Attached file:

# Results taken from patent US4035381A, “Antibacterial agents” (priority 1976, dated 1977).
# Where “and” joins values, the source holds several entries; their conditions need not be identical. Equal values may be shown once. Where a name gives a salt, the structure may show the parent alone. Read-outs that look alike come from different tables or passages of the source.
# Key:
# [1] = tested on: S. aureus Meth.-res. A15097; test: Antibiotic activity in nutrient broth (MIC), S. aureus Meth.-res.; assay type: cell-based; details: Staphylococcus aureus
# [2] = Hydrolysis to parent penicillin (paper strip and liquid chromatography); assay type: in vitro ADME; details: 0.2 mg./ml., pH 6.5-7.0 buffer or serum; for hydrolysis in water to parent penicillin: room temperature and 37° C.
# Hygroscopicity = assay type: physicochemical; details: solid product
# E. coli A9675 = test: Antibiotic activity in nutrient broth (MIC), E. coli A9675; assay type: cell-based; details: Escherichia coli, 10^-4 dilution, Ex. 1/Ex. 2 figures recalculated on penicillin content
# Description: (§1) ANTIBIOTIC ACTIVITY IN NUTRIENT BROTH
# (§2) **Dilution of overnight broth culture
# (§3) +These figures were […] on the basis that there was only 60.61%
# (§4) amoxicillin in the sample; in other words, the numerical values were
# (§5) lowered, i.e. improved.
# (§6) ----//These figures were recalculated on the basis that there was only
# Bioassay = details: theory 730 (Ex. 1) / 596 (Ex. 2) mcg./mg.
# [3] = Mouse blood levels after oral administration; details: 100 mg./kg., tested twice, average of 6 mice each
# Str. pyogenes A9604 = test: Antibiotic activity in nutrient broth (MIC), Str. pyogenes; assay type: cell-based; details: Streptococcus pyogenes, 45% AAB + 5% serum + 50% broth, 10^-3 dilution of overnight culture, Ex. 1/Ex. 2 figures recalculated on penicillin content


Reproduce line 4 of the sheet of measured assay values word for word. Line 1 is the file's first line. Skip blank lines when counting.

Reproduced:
# [1] = tested on: S. aureus Meth.-res. A15097; test: Antibiotic activity in nutrient broth (MIC), S. aureus Meth.-res.; assay type: cell-based; details: Staphylococcus aureus